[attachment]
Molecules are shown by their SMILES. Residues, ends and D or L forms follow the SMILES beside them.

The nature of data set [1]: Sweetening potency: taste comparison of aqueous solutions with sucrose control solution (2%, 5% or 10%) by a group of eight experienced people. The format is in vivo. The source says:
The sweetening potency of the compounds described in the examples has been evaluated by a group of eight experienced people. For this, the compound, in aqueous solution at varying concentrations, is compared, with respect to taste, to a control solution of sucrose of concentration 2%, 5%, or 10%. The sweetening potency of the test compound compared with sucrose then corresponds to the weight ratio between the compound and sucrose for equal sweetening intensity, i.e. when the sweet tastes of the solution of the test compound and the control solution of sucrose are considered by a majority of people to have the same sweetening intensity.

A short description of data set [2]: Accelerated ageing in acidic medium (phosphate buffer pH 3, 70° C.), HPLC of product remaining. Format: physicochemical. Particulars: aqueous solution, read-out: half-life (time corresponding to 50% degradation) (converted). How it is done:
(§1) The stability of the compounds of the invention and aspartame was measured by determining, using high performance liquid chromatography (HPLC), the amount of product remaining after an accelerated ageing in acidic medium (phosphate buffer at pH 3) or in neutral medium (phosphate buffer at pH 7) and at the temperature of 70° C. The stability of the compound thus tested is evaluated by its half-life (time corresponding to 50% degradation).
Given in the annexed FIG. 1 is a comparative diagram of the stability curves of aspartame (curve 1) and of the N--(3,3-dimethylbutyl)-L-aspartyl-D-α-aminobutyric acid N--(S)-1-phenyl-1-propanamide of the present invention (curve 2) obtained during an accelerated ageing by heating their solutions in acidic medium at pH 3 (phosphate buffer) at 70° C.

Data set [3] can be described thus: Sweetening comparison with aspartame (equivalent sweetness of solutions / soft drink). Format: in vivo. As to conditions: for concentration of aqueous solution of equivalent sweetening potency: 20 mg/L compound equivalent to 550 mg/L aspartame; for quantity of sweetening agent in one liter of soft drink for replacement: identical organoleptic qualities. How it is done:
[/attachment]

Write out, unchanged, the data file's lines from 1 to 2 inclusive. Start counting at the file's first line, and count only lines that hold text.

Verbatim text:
Molecules are shown by their SMILES. Residues, ends and D or L forms follow the SMILES beside them.

The nature of data set [1]: Sweetening potency: taste comparison of aqueous solutions with sucrose control solution (2%, 5% or 10%) by a group of eight experienced people. The format is in vivo. The source says: